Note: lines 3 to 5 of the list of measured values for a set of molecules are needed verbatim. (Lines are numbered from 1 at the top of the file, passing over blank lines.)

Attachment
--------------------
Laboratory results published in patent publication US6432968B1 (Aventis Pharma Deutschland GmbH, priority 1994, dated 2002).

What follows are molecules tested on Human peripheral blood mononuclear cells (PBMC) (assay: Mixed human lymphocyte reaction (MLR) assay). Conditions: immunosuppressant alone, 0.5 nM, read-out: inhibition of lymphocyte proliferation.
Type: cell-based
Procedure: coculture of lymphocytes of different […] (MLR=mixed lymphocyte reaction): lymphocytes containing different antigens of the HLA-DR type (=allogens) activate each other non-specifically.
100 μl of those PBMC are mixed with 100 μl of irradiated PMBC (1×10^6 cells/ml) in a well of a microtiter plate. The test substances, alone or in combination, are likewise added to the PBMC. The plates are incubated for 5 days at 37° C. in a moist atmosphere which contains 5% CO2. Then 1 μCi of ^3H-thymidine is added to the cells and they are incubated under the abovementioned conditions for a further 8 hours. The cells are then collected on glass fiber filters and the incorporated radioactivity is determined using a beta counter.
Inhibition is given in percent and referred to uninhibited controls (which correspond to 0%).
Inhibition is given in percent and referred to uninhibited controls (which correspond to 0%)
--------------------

Type: cell-based
Procedure: coculture of lymphocytes of different […] (MLR=mixed lymphocyte reaction): lymphocytes containing different antigens of the HLA-DR type (=allogens) activate each other non-specifically.
100 μl of those PBMC are mixed with 100 μl of irradiated PMBC (1×10^6 cells/ml) in a well of a microtiter plate. The test substances, alone or in combination, are likewise added to the PBMC. The plates are incubated for 5 days at 37° C. in a moist atmosphere which contains 5% CO2. Then 1 μCi of ^3H-thymidine is added to the cells and they are incubated under the abovementioned conditions for a further 8 hours. The cells are then collected on glass fiber filters and the incorporated radioactivity is determined using a beta counter.